A Coaching Power Tool Created by Lashley Pulsipher
(Leadership Coach, DUBAI)
Imagine that your car is in the shop for service so you call an Uber to take you to work. You pack up your things, grab your coffee mug, and head out to meet the driver. You look at the name and profile of the driver so you can find him easily. You notice the driver has a 4.9-star rating and more than 5000 rides. He pulls up in front of your house and you get in the back seat, put your bag on the seat next to you, and put your coffee into the cup holder so you can review some notes for your meeting on the way there. You take a sip of your coffee as he turns out of your neighbourhood, cruises down the main street, and heads toward the freeway into the city.
You think to yourself “the traffic isn’t so bad for a Tuesday” as the car merges onto the freeway. The next thing you know, however, your head snaps back against the seat as the driver suddenly accelerates past the cars on his right to get into the carpool lane. He looks at you apologetically in the rear view mirror. You go back to reading the minutes, feeling a little annoyed. The driver’s phone rings and he answers it. He starts arguing loudly with the person on the other end. He speeds up and swerves into the middle lane honking at the car on his left and shouting out the window as your coffee tumbles out of the cup holder spraying hot liquid all over your legs. You bend down to start wiping off your legs when he swerves back into the left lane and your coffee falls out of your hand spilling all over the papers that had fallen out of your grip. You sit up and tell the driver to slow down and drive more carefully. He ignores you and gets back on the phone. You shout at him as he almost misses the exit and recklessly swerves across three lanes of traffic to get off the freeway. He blasts through the red light at the off-ramp, barely missing a collision with oncoming traffic.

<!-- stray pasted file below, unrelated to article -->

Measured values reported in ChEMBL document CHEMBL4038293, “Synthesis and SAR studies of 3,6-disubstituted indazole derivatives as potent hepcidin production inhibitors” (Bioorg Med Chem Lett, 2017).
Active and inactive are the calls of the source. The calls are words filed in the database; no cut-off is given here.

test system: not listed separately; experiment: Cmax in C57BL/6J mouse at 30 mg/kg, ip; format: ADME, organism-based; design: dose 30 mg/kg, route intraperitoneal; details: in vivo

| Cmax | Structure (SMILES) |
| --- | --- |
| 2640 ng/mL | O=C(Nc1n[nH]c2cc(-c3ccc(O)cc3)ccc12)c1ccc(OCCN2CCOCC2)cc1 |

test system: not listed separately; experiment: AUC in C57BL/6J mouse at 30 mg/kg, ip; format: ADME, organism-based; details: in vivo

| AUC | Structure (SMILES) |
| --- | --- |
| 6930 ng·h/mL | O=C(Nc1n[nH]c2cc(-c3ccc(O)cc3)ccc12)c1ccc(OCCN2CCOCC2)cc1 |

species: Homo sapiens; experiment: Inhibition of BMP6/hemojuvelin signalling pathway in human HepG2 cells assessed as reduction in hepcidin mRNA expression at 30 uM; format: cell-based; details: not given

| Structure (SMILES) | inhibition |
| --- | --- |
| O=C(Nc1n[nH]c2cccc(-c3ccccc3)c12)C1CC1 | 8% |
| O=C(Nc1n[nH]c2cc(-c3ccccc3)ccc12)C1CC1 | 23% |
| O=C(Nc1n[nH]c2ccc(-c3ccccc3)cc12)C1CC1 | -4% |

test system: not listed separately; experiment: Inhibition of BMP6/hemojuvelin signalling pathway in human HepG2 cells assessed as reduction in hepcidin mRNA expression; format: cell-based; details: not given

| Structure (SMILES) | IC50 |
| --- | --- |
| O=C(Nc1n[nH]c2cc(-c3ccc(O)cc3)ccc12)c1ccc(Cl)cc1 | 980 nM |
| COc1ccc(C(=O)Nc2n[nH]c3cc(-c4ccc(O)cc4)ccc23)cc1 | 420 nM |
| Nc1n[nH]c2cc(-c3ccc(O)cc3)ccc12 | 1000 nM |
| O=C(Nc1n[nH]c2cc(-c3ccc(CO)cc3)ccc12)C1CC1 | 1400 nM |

Your heart is racing, you start to feel nauseated and frightened. The driver is getting more agitated because of his phone call. You shout at him to “get off the phone!” and pay attention to the road. He angrily gets off the phone a few minutes later and glowers at you in the rear view mirror. You are now feeling quite scared and angry. You have a huge presentation at 9:00 am and you won’t have time to clean yourself up or print new documents before you have to greet the board. You feel anxious and stressed. The driver takes a wrenching right turn that slams you up against the window. You scream at him to stop and he slams on the brakes 100 meters from your office building and shouts at you to get out of the car. You barely have time to gather all your things before the tires squeal and he speeds off down the street, cars honking, brakes screeching. You have to run the next three blocks to arrive on time. You cram yourself into a crowded elevator and step off at the 39th-floor disheveled, out of breath, and aggravated.
The presentation does not go well. Your coffee-stained notes are out of order. You are distracted and flustered. The board responds to your anxious energy by being combative and unsupportive of your proposal. The rest of the day you are on edge, irritated, angry. You call your best friend at lunchtime and share the harrowing details of the ride share experience earlier that day and you feel nauseated and angry all over again. At 5:00 pm you get a call from the dealership and your car repairs are complete. They said they will deliver your car to your house first thing in the morning and are sending you a driver to take you home tonight.
The next morning your car is sitting in your parking spot. Buffed, polished, and shining in the morning sun. Your bag feels light on your shoulder and the morning dew glistens on the flowers lining the sidewalk. Your coffee mug feels warm as you pass it into your other hand so you can unlock the car. Your keys tinkle in your hand and with a pleasant chirp, your automatic locks open. You drop your bag in the backseat and then you ease into the driver’s seat behind the steering wheel.
As you start the ignition your seat glides into your preset position, cradling you in the plush leather as you check your mirrors. Everything is exactly how it should be. You put the car into drive and easily merge onto your street. Your phone syncs with the stereo and you hear the familiar melody of the theme music for your favourite podcast and the dulcet tones of the host’s voice introducing the topic of the day – the power of the subconscious mind.